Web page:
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How to Choose a Dining Table Set for Your Home: Part I

Holiday Dining with Walker Furniture

For many of us, the phrase “fine dining,” brings to mind images of a trendy restaurant that is as elegant and sumptuous as its designer menu. Exotic aromas and flavors conjured in the kitchen of a genial celebrity chef, top-notch service, stunning presentation of the specialties of the house and often, a pricey reckoning at the end of the meal often make for a memorable evening.

Menu, of course, is important. But ambiance—the character and atmosphere of the dining room itself and the gracious attitude of the people who prepare and serve the food—is the stage on which any meal becomes a memorable “fine dining” experience.

Walker Furniture is here to tell you that five-star dining is not the exclusive province of an upscale restaurant. With a little help from us and the specialty of your house in the oven, you can create a “fine dining” experience in your home around your dining table.

Here’s how!

Ambiance begins long before the diners sit down at your table or even before you begin to prepare your favorite dish. Gathering family and friends to “break bread” is a gesture of friendship, an opportunity to come together and express mutual affection and interest in each others lives, to create harmony and solidarity—especially in today’s fast-paced, grab-a-burrito-and-a-designer-coffee-on-the-run world.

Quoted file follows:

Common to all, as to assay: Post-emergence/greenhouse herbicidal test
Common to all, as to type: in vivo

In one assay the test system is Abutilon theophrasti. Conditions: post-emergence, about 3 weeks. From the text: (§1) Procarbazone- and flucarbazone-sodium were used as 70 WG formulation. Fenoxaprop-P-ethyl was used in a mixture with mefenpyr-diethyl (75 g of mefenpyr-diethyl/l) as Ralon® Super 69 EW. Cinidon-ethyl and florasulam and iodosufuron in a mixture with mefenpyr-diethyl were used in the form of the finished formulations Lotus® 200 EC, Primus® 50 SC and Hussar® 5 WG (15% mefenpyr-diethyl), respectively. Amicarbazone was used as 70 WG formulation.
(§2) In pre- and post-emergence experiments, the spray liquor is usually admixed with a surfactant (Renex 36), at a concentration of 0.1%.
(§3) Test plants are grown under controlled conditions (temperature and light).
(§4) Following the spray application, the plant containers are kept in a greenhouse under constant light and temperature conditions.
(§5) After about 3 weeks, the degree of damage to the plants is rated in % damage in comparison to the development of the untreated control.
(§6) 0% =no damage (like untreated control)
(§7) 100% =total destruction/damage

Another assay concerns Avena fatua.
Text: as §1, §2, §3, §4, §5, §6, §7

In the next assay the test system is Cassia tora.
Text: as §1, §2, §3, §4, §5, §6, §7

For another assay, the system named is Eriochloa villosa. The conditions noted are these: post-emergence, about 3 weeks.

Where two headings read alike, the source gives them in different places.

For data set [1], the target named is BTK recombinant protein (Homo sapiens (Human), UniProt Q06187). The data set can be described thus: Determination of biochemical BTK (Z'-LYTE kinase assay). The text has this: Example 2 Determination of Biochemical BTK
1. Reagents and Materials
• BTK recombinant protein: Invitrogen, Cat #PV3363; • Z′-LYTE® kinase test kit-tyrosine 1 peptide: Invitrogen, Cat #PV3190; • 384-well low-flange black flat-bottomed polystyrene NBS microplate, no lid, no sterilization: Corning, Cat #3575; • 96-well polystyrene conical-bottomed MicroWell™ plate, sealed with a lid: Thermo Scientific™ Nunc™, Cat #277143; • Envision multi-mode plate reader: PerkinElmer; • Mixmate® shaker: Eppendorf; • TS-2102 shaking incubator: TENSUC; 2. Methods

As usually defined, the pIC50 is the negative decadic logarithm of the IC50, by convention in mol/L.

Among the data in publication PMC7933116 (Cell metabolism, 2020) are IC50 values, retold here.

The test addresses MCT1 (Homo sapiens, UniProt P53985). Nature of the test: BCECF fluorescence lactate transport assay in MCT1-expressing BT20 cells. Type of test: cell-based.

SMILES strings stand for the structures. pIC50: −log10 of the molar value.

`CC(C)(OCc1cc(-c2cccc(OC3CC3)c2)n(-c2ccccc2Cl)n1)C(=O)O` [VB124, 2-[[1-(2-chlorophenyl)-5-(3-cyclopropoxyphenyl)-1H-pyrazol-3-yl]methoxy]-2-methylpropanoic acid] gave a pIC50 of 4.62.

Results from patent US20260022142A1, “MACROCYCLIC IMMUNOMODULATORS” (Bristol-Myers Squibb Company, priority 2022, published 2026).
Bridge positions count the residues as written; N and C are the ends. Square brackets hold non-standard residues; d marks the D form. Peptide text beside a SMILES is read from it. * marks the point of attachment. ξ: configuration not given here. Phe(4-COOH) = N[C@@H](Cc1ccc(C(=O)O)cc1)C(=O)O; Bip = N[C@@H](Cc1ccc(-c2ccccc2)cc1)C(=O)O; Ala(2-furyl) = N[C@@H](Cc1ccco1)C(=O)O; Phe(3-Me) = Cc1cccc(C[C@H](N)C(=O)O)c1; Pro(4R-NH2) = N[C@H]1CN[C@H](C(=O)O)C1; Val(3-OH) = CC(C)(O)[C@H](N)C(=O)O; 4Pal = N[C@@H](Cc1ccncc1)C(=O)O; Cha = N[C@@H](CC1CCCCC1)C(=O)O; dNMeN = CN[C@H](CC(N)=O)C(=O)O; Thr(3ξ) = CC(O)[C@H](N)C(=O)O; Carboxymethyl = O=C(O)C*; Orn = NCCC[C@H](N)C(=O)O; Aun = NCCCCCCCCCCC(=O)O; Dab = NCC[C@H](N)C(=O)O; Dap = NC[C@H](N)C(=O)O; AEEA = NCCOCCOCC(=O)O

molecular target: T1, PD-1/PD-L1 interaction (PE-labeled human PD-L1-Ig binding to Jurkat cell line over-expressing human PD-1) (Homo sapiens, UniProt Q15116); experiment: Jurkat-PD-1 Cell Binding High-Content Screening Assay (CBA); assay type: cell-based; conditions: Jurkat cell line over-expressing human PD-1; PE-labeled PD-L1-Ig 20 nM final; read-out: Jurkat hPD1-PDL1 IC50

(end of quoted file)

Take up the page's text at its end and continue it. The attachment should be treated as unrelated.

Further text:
Though “breaking bread” is not always possible on a daily basis, setting the intention to share a meal in this manner begins first in your mind, and then by choosing dining room furniture that makes sitting at your dining table the place for a legacy of “fine dining” experiences to unfold.

Here are a few simple general guidelines to help you make that choice

  • Begin by measuring the length and width of your dining area.
  • Subtract 6 feet from both the length and the width of the room measurement. This allows for a 3-foot clearance around the entire table; enough space for anyone to walk behind the dining chairs while others are seated or to open a door on a nearby cabinet or serving cart.
  • The resulting measurement is the maximum recommended size for your dining table. For example, if you have a 10-foot x 12-foot dining space, the maximum size of your dining room table would be 4-feet x 6-feet.
  • To create balance and harmony in your dining area, choose a dining table that fits the size of your dining area and enhances the shape of your room.

Bartole Five-Piece Dining Set

Choosing the shape of your table

The number of people who regularly gather around your table is another important factor in deciding what shape table works best in your dining room. Each diner needs 24" of length and at least 12" of width to spread out and eat comfortably at the table; large-scale chairs or swivel chairs require more space.

Round or square tables seat everyone the same distance apart and are great for small spaces. Rectangular tables work well in long, narrow spaces, and can help define and divide combination living and dining room spaces. Oval tables provide more space in rooms with tight corners.

Pedestal and trestle tables sit more people than tables with end legs. Tables with thin legs or legs positioned directly at the corners of a table, make it easier to squeeze in an extra chair.